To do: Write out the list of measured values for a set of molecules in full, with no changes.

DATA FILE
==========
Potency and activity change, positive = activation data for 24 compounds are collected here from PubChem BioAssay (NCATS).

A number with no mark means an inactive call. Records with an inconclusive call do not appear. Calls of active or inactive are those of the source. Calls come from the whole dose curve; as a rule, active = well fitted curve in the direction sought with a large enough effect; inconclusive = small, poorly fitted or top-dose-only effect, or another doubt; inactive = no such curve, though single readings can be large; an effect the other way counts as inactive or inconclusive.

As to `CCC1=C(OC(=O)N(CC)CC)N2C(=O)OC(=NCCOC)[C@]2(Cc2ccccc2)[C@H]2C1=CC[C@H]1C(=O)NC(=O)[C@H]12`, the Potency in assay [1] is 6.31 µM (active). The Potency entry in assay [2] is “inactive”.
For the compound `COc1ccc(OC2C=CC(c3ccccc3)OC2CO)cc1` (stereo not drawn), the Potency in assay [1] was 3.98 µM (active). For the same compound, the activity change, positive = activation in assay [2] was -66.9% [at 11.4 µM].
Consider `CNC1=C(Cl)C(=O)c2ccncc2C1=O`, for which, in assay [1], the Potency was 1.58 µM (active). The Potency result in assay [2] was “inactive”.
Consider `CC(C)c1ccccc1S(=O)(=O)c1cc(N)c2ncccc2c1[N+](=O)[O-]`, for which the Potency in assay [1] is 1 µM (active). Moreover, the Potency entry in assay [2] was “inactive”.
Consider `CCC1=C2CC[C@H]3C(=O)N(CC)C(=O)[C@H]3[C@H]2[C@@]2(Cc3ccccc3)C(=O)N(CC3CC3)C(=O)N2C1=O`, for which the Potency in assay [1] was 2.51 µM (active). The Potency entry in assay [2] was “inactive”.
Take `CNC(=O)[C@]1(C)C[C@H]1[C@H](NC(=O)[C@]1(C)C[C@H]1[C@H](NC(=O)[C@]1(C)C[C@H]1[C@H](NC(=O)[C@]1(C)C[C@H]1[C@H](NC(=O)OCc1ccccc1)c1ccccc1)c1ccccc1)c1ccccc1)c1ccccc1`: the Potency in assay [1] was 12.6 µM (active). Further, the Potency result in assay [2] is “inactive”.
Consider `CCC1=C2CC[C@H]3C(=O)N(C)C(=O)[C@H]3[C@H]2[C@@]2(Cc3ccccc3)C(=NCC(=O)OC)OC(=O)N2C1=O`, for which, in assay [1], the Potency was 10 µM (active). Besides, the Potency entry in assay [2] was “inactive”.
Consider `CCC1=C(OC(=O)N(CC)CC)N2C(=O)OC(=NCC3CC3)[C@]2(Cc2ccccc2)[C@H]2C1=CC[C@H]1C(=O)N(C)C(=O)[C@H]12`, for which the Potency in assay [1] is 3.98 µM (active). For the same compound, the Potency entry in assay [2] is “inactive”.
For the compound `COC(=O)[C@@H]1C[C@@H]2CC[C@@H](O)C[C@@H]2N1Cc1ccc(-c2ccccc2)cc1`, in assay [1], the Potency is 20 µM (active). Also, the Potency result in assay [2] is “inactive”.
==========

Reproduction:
Potency and activity change, positive = activation data for 24 compounds are collected here from PubChem BioAssay (NCATS).

A number with no mark means an inactive call. Records with an inconclusive call do not appear. Calls of active or inactive are those of the source. Calls come from the whole dose curve; as a rule, active = well fitted curve in the direction sought with a large enough effect; inconclusive = small, poorly fitted or top-dose-only effect, or another doubt; inactive = no such curve, though single readings can be large; an effect the other way counts as inactive or inconclusive.

As to `CCC1=C(OC(=O)N(CC)CC)N2C(=O)OC(=NCCOC)[C@]2(Cc2ccccc2)[C@H]2C1=CC[C@H]1C(=O)NC(=O)[C@H]12`, the Potency in assay [1] is 6.31 µM (active). The Potency entry in assay [2] is “inactive”.
For the compound `COc1ccc(OC2C=CC(c3ccccc3)OC2CO)cc1` (stereo not drawn), the Potency in assay [1] was 3.98 µM (active). For the same compound, the activity change, positive = activation in assay [2] was -66.9% [at 11.4 µM].
Consider `CNC1=C(Cl)C(=O)c2ccncc2C1=O`, for which, in assay [1], the Potency was 1.58 µM (active). The Potency result in assay [2] was “inactive”.
Consider `CC(C)c1ccccc1S(=O)(=O)c1cc(N)c2ncccc2c1[N+](=O)[O-]`, for which the Potency in assay [1] is 1 µM (active). Moreover, the Potency entry in assay [2] was “inactive”.
Consider `CCC1=C2CC[C@H]3C(=O)N(CC)C(=O)[C@H]3[C@H]2[C@@]2(Cc3ccccc3)C(=O)N(CC3CC3)C(=O)N2C1=O`, for which the Potency in assay [1] was 2.51 µM (active). The Potency entry in assay [2] was “inactive”.
Take `CNC(=O)[C@]1(C)C[C@H]1[C@H](NC(=O)[C@]1(C)C[C@H]1[C@H](NC(=O)[C@]1(C)C[C@H]1[C@H](NC(=O)[C@]1(C)C[C@H]1[C@H](NC(=O)OCc1ccccc1)c1ccccc1)c1ccccc1)c1ccccc1)c1ccccc1`: the Potency in assay [1] was 12.6 µM (active). Further, the Potency result in assay [2] is “inactive”.
Consider `CCC1=C2CC[C@H]3C(=O)N(C)C(=O)[C@H]3[C@H]2[C@@]2(Cc3ccccc3)C(=NCC(=O)OC)OC(=O)N2C1=O`, for which, in assay [1], the Potency was 10 µM (active). Besides, the Potency entry in assay [2] was “inactive”.
Consider `CCC1=C(OC(=O)N(CC)CC)N2C(=O)OC(=NCC3CC3)[C@]2(Cc2ccccc2)[C@H]2C1=CC[C@H]1C(=O)N(C)C(=O)[C@H]12`, for which the Potency in assay [1] is 3.98 µM (active). For the same compound, the Potency entry in assay [2] is “inactive”.
For the compound `COC(=O)[C@@H]1C[C@@H]2CC[C@@H](O)C[C@@H]2N1Cc1ccc(-c2ccccc2)cc1`, in assay [1], the Potency is 20 µM (active). Also, the Potency result in assay [2] is “inactive”.